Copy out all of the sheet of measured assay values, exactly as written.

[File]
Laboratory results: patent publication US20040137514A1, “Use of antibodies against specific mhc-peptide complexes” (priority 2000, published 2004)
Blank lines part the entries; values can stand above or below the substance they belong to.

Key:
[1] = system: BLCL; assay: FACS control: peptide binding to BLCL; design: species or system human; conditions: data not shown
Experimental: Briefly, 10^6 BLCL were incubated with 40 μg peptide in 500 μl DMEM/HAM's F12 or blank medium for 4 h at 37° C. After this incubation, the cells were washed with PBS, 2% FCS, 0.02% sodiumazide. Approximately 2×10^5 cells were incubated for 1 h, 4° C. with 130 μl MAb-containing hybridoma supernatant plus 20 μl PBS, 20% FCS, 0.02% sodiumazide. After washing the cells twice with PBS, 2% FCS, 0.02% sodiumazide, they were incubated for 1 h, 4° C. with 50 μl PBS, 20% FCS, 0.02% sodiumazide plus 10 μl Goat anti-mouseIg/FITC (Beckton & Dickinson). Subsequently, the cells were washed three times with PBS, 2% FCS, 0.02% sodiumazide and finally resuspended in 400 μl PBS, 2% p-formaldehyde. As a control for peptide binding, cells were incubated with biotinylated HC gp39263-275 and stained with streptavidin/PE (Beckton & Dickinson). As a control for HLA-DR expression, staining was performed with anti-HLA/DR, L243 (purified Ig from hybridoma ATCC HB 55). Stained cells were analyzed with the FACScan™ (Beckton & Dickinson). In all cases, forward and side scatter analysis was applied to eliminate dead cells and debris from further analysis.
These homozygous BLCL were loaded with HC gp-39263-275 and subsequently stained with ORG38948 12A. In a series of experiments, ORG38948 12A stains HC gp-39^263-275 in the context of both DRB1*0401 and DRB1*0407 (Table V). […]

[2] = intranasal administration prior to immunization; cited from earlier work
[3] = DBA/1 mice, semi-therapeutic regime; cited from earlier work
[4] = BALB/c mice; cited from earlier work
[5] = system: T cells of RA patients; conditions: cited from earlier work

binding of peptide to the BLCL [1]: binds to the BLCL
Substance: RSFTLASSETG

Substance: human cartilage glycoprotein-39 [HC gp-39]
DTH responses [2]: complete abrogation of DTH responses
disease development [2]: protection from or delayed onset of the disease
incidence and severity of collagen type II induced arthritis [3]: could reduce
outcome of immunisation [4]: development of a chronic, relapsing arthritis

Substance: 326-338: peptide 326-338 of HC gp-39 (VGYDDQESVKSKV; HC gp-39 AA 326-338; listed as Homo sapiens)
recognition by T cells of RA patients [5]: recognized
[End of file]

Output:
Laboratory results: patent publication US20040137514A1, “Use of antibodies against specific mhc-peptide complexes” (priority 2000, published 2004)
Blank lines part the entries; values can stand above or below the substance they belong to.

Key:
[1] = system: BLCL; assay: FACS control: peptide binding to BLCL; design: species or system human; conditions: data not shown
Experimental: Briefly, 10^6 BLCL were incubated with 40 μg peptide in 500 μl DMEM/HAM's F12 or blank medium for 4 h at 37° C. After this incubation, the cells were washed with PBS, 2% FCS, 0.02% sodiumazide. Approximately 2×10^5 cells were incubated for 1 h, 4° C. with 130 μl MAb-containing hybridoma supernatant plus 20 μl PBS, 20% FCS, 0.02% sodiumazide. After washing the cells twice with PBS, 2% FCS, 0.02% sodiumazide, they were incubated for 1 h, 4° C. with 50 μl PBS, 20% FCS, 0.02% sodiumazide plus 10 μl Goat anti-mouseIg/FITC (Beckton & Dickinson). Subsequently, the cells were washed three times with PBS, 2% FCS, 0.02% sodiumazide and finally resuspended in 400 μl PBS, 2% p-formaldehyde. As a control for peptide binding, cells were incubated with biotinylated HC gp39263-275 and stained with streptavidin/PE (Beckton & Dickinson). As a control for HLA-DR expression, staining was performed with anti-HLA/DR, L243 (purified Ig from hybridoma ATCC HB 55). Stained cells were analyzed with the FACScan™ (Beckton & Dickinson). In all cases, forward and side scatter analysis was applied to eliminate dead cells and debris from further analysis.
These homozygous BLCL were loaded with HC gp-39263-275 and subsequently stained with ORG38948 12A. In a series of experiments, ORG38948 12A stains HC gp-39^263-275 in the context of both DRB1*0401 and DRB1*0407 (Table V). […]

[2] = intranasal administration prior to immunization; cited from earlier work
[3] = DBA/1 mice, semi-therapeutic regime; cited from earlier work
[4] = BALB/c mice; cited from earlier work
[5] = system: T cells of RA patients; conditions: cited from earlier work

binding of peptide to the BLCL [1]: binds to the BLCL
Substance: RSFTLASSETG

Substance: human cartilage glycoprotein-39 [HC gp-39]
DTH responses [2]: complete abrogation of DTH responses
disease development [2]: protection from or delayed onset of the disease
incidence and severity of collagen type II induced arthritis [3]: could reduce
outcome of immunisation [4]: development of a chronic, relapsing arthritis

Substance: 326-338: peptide 326-338 of HC gp-39 (VGYDDQESVKSKV; HC gp-39 AA 326-338; listed as Homo sapiens)
recognition by T cells of RA patients [5]: recognized